“Wall Street” came out in 1987 and was supposed to be a cautionary tale about the destructive power of greed. It starred Michael Douglas in the iconic role of Gordon Gekko as a powerful and ruthless corporate raider. He took a young stock broker under his wing and in the end went to jail for insider trading.
In the years following the release of “Wall Street” it had an unexpected effect: The Gekko character was seen as an idol to people who worked on Wall Street. As “Wall Street: Money Never Sleeps” opens, Gekko is exiting jail and writes a best selling book about his experiences. Seems he is the only one who has grown and learned from his experiences.
We then meet Jake Moore (Shia Lebeouf), a bright young broker whose true passion seems to be investing in alternative energy research. He is also engaged to Gekko’s estranged daughter Winnie (Carey Mulligan). When he learns that Gekko giving a lecture he attends and introduces himself. This gets the wheels of fate moving in some unforeseen directions.
When Jakes firm is brought to its knees by Bretton James (Josh Brolin), and some nasty rumours he has started, his mentor commits suicide and Jake vows to get revenge. He enlists Gekko for help, which is a blessing and a curse since we can never tell what cards he is holding. Does he want to reconcile with his daughter, does he want to help out a young broker that reminds him a little of himself, or is he after another angle?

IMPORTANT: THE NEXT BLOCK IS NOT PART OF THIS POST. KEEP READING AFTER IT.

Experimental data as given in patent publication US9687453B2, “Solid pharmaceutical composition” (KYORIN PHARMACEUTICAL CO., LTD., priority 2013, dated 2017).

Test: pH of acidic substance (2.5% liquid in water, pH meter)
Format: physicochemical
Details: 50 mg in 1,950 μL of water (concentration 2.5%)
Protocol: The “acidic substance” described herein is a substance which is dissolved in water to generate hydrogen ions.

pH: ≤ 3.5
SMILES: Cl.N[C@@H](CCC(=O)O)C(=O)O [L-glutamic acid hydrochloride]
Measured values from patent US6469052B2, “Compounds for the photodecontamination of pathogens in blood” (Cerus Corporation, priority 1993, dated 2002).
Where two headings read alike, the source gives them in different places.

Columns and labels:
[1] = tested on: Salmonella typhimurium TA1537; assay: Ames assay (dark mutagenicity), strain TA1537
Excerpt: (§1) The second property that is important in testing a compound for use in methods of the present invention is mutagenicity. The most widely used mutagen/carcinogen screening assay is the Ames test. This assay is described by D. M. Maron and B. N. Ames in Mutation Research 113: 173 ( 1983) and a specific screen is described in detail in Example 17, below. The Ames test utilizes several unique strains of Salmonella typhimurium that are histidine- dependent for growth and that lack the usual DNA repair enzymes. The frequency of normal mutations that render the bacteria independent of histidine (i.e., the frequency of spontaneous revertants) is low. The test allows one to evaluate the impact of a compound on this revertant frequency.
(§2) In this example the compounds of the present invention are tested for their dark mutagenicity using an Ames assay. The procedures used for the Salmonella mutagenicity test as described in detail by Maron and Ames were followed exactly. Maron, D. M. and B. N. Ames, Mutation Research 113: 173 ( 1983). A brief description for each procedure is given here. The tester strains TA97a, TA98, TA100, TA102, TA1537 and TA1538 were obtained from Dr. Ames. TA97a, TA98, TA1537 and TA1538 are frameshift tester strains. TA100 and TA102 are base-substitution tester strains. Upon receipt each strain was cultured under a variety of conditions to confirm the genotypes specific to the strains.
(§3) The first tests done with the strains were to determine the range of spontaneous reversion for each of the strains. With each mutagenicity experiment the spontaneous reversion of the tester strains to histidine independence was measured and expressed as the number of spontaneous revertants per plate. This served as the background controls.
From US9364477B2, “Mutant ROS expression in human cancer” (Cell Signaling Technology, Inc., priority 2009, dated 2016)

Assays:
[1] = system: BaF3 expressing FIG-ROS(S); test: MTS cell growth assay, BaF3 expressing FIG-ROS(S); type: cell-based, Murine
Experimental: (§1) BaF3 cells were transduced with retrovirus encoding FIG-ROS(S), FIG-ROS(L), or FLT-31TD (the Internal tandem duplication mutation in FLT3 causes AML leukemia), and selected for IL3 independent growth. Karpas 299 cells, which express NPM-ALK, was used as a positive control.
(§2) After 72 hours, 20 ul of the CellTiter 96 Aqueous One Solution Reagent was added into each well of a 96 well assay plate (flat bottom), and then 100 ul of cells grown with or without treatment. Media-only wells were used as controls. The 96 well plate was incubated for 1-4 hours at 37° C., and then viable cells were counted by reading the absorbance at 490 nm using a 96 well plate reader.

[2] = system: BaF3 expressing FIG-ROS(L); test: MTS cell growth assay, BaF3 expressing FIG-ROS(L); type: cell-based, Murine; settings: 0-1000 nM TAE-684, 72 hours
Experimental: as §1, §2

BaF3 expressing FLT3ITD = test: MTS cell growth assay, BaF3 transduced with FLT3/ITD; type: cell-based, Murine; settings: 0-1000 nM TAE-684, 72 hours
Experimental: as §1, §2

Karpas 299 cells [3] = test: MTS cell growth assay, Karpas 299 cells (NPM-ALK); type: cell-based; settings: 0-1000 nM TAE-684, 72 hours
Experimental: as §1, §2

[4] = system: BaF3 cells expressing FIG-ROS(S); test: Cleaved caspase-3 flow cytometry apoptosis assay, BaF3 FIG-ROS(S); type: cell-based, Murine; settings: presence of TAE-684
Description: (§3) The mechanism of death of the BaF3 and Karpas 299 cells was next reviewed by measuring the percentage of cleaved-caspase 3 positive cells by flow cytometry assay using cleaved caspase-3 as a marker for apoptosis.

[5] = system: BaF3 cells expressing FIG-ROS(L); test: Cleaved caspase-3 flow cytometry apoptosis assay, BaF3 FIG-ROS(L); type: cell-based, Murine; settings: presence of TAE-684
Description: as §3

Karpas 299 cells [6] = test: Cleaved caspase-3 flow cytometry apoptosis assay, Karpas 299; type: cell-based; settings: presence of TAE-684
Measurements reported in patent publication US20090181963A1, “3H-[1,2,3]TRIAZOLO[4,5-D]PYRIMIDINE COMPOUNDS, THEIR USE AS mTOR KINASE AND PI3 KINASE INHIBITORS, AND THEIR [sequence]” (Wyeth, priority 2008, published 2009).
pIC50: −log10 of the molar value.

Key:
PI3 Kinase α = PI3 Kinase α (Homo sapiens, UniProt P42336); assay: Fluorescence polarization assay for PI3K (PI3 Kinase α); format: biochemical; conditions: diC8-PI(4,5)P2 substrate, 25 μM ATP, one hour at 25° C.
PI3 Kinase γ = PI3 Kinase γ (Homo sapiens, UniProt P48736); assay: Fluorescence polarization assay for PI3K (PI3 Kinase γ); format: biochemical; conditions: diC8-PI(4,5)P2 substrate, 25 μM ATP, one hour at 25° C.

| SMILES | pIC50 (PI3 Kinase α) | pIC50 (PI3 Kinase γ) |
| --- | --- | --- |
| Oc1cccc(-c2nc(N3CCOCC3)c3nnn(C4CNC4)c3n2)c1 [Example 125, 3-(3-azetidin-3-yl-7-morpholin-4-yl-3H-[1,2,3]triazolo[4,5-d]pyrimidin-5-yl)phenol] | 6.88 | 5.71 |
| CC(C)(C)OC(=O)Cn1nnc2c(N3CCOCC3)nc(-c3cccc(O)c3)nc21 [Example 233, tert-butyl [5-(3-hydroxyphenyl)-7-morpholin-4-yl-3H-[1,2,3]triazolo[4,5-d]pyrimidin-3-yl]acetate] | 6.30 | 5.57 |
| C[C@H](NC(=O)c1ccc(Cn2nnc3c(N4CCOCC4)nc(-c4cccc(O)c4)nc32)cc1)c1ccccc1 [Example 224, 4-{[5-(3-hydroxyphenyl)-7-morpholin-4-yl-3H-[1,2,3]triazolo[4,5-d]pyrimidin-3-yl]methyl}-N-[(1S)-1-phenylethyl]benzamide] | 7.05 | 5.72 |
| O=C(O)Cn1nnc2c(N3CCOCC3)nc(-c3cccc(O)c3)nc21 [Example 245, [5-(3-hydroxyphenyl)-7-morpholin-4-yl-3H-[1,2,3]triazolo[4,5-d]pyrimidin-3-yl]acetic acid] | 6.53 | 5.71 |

Oliver Stone, the director, obviously felt it was time for this project considering the financial crisis that greedy Wall Street pirates have caused. He uses the market crash as a backdrop to the melodrama up front. There is a lot of anger and emotion that will be caused during closed door meetings with the heads of banks, government and Wall Street firms as they discuss bail outs and other schemes to keep themselves rich at the expense of everyone else.
But the core story here is about Jake as he tries to push a reconciliation between Gekko and his daughter Winnie. She blames her father for her brothers death, among other family problems that were caused by his legal troubles.
“Wall Street: Money Never Sleeps” is a fascinating film indeed, I just wish it had been a little bit more focused on finance and less focused on personal dramas. I also thought the ending seemed a little too tidy for my taste. But it is a worthy follow up to a great film.